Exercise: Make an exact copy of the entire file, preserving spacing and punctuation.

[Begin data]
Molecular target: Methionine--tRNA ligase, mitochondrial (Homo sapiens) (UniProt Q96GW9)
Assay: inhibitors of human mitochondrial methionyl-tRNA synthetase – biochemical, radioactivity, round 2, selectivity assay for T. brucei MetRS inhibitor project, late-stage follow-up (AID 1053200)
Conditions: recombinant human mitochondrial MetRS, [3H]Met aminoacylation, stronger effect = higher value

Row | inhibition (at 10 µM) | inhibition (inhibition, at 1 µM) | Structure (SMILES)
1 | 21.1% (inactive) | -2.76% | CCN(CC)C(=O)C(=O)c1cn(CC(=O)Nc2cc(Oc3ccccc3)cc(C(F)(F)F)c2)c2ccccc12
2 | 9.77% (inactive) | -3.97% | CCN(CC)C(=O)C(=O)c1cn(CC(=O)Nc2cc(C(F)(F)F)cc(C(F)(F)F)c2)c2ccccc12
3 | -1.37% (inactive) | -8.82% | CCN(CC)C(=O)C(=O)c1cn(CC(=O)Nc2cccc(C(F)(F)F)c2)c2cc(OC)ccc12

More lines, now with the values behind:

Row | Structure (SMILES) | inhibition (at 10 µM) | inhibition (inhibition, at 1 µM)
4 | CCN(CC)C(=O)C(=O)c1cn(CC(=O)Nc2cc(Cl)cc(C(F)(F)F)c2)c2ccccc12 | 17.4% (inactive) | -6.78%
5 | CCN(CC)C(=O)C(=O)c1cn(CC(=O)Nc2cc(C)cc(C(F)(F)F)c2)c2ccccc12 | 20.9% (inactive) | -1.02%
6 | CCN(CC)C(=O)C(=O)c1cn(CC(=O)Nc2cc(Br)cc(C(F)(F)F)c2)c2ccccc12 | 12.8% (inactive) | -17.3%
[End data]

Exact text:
Molecular target: Methionine--tRNA ligase, mitochondrial (Homo sapiens) (UniProt Q96GW9)
Assay: inhibitors of human mitochondrial methionyl-tRNA synthetase – biochemical, radioactivity, round 2, selectivity assay for T. brucei MetRS inhibitor project, late-stage follow-up (AID 1053200)
Conditions: recombinant human mitochondrial MetRS, [3H]Met aminoacylation, stronger effect = higher value

Row | inhibition (at 10 µM) | inhibition (inhibition, at 1 µM) | Structure (SMILES)
1 | 21.1% (inactive) | -2.76% | CCN(CC)C(=O)C(=O)c1cn(CC(=O)Nc2cc(Oc3ccccc3)cc(C(F)(F)F)c2)c2ccccc12
2 | 9.77% (inactive) | -3.97% | CCN(CC)C(=O)C(=O)c1cn(CC(=O)Nc2cc(C(F)(F)F)cc(C(F)(F)F)c2)c2ccccc12
3 | -1.37% (inactive) | -8.82% | CCN(CC)C(=O)C(=O)c1cn(CC(=O)Nc2cccc(C(F)(F)F)c2)c2cc(OC)ccc12

More lines, now with the values behind:

Row | Structure (SMILES) | inhibition (at 10 µM) | inhibition (inhibition, at 1 µM)
4 | CCN(CC)C(=O)C(=O)c1cn(CC(=O)Nc2cc(Cl)cc(C(F)(F)F)c2)c2ccccc12 | 17.4% (inactive) | -6.78%
5 | CCN(CC)C(=O)C(=O)c1cn(CC(=O)Nc2cc(C)cc(C(F)(F)F)c2)c2ccccc12 | 20.9% (inactive) | -1.02%
6 | CCN(CC)C(=O)C(=O)c1cn(CC(=O)Nc2cc(Br)cc(C(F)(F)F)c2)c2ccccc12 | 12.8% (inactive) | -17.3%